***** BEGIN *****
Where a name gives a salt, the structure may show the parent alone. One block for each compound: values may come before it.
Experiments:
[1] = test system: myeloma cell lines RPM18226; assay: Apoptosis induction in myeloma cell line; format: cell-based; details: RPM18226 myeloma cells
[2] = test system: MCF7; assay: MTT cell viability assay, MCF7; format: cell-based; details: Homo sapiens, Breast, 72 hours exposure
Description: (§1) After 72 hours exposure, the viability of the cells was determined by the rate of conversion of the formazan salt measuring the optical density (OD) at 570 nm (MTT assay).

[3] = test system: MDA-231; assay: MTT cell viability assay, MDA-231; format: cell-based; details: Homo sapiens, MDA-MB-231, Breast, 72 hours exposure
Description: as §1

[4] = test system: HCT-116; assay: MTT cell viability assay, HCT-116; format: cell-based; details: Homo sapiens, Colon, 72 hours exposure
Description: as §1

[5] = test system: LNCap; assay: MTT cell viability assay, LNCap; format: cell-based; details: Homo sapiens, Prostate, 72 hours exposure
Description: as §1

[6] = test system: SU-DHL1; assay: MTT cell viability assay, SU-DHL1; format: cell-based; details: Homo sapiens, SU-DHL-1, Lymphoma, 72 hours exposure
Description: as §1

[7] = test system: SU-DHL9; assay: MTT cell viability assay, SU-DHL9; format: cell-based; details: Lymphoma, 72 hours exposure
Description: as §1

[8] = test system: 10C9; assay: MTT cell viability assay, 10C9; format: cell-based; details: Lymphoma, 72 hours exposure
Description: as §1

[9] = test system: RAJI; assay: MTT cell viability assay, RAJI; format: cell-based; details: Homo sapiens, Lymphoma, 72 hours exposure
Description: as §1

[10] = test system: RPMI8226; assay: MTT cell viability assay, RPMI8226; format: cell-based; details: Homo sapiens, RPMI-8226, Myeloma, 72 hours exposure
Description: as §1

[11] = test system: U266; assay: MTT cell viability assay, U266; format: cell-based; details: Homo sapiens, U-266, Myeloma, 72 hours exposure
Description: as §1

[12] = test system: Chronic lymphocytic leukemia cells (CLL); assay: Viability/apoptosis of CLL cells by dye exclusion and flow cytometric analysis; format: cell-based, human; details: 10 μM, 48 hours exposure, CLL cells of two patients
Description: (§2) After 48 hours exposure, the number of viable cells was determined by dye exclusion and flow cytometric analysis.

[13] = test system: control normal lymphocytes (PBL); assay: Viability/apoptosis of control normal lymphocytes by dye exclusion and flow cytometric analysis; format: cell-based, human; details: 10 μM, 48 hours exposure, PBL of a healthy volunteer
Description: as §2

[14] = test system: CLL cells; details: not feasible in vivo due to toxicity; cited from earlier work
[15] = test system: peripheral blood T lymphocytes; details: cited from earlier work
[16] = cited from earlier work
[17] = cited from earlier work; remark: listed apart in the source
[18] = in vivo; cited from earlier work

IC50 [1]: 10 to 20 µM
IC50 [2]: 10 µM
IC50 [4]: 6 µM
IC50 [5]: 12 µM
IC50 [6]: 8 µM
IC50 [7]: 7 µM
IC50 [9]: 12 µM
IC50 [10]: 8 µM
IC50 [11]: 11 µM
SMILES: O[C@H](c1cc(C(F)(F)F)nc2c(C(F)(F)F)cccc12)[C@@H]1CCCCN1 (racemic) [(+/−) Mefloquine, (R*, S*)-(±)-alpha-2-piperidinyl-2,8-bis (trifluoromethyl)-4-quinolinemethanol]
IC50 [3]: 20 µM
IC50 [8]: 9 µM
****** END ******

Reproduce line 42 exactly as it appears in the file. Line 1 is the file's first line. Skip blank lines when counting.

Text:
SMILES: O[C@H](c1cc(C(F)(F)F)nc2c(C(F)(F)F)cccc12)[C@@H]1CCCCN1 (racemic) [(+/−) Mefloquine, (R*, S*)-(±)-alpha-2-piperidinyl-2,8-bis (trifluoromethyl)-4-quinolinemethanol]